2009 was no slouch year for Raster-Noton, with excellent releases from label stalwart Alva Noto and Atom™’s (satirically) pretentious tribute to German electronic music. Best of them all was SND’s comeback album, Atavism, in which the glitch duo posed the question: just how minimal can minimal techno get and still be groovy? The answer, as it turns out, involves stripping away the reverb and percussive detritus that often marks the genre, instead focusing solely on a drastically limited palette of harshly digital sounds. Yet from this small bag of pads, kicks, and other hits, SND produced an album that becomes undeniably infectious through its obsessive repetitions. These 16 untitled tracks are the cleanest, sharpest edges in any electronic music ostensibly for dancing—everything has been sanitized and computer-sequenced. But, to paraphrase Carl Craig’s reaction to the similarly stark Kraftwerk, this is so stiff that it’s funky.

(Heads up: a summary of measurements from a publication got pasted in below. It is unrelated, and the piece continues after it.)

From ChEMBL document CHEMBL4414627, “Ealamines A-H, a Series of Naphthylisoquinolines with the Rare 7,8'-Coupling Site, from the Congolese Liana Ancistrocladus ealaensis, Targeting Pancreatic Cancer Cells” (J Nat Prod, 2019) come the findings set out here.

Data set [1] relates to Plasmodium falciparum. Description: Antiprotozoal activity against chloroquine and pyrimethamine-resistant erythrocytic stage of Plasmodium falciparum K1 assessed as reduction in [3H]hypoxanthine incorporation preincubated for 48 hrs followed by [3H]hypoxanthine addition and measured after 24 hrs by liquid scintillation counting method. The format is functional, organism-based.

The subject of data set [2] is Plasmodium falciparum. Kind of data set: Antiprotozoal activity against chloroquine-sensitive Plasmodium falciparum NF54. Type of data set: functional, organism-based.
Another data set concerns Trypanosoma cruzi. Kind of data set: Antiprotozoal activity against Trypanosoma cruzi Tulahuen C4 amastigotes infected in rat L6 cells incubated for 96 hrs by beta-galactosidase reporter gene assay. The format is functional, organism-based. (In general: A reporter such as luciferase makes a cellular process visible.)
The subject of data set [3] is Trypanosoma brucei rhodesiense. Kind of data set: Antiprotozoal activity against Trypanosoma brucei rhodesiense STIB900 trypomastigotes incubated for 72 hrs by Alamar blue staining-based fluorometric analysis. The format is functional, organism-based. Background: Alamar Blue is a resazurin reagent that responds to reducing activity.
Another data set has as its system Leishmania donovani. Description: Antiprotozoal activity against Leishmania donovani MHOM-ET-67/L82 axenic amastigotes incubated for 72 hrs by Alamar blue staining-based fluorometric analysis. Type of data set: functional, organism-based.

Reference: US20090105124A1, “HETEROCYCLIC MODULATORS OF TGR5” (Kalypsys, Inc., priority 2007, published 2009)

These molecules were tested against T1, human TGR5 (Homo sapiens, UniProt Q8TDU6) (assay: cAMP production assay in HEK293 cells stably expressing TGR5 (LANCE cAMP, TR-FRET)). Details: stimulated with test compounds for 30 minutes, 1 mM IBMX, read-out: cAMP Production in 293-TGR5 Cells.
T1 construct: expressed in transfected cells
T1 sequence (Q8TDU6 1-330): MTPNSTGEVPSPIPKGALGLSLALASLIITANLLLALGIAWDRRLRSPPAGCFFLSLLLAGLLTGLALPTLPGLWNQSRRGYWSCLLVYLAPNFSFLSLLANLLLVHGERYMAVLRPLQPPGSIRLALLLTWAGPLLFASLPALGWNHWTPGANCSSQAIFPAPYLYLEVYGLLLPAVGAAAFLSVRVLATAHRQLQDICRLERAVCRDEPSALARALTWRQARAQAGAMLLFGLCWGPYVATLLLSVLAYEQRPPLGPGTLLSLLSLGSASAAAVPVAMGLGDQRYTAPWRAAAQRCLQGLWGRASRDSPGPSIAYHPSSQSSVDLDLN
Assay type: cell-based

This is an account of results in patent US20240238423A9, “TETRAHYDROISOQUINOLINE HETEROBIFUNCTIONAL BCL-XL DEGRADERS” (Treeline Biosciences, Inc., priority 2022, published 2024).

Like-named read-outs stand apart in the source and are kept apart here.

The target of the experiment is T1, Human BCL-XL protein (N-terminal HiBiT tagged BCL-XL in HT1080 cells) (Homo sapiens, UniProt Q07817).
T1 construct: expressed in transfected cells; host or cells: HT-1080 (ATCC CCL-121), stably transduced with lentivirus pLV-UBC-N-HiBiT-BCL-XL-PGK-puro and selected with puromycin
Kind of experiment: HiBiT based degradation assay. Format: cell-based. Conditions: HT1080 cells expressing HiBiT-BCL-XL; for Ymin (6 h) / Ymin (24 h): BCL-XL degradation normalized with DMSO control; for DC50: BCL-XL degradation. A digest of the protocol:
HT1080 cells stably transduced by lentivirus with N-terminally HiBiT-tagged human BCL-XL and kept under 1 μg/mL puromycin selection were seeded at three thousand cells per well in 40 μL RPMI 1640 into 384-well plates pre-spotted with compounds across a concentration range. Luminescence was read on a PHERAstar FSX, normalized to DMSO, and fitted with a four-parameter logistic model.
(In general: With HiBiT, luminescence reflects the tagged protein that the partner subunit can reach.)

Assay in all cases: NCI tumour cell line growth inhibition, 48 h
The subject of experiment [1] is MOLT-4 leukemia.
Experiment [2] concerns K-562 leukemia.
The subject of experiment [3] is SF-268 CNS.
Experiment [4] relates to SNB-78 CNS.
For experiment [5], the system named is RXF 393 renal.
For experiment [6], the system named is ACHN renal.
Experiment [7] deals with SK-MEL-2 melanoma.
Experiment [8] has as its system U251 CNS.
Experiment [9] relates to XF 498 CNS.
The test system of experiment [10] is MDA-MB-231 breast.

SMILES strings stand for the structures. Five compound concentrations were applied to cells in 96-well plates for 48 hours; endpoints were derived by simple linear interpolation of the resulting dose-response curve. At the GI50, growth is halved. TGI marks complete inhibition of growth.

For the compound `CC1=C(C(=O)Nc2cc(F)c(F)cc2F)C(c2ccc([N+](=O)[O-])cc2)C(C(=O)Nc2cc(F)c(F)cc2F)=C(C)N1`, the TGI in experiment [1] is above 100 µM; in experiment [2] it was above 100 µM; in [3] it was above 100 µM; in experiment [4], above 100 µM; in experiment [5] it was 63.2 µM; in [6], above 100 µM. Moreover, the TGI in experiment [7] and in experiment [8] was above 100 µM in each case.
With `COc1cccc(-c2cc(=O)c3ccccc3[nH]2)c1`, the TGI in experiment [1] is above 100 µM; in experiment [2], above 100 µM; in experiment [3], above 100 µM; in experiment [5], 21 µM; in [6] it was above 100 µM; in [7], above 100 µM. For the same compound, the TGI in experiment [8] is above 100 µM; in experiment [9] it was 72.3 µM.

"It's easy to dismiss blood and violence as salacious without considering why it is there, what its context is, and what it might communicate.READ the article